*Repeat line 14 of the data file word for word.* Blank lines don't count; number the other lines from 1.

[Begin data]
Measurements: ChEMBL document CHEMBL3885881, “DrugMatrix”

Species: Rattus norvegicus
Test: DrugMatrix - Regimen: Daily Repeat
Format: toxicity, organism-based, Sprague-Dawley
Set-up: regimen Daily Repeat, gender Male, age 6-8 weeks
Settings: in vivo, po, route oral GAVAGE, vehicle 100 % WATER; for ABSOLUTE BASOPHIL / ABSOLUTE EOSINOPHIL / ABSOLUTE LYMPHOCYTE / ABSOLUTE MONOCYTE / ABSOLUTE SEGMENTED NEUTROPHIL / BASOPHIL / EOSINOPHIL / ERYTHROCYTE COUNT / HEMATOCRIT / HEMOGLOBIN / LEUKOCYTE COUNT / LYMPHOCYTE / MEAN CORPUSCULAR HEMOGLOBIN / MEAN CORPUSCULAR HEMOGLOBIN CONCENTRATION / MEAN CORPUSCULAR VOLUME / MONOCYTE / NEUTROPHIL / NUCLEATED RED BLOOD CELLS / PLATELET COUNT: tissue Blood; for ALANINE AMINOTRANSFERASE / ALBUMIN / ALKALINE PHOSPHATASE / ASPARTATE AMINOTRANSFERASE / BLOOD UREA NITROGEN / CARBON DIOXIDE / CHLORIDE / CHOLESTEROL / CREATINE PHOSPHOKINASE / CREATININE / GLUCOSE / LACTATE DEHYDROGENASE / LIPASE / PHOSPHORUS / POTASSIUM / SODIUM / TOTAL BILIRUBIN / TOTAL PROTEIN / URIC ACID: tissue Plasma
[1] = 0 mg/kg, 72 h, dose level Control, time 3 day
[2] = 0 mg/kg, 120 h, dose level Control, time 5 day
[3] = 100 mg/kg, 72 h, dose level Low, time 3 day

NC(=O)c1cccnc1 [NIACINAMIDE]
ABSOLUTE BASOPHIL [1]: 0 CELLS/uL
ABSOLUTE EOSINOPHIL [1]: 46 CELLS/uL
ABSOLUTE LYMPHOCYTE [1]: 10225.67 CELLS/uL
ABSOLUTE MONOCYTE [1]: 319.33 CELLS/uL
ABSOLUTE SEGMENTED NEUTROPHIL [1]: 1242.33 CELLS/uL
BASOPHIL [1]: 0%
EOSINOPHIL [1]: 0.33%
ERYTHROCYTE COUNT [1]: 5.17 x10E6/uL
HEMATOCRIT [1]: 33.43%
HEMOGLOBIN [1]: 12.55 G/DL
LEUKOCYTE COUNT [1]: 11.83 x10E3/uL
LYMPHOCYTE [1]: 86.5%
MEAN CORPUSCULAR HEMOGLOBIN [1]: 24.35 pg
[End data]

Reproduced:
ABSOLUTE MONOCYTE [1]: 319.33 CELLS/uL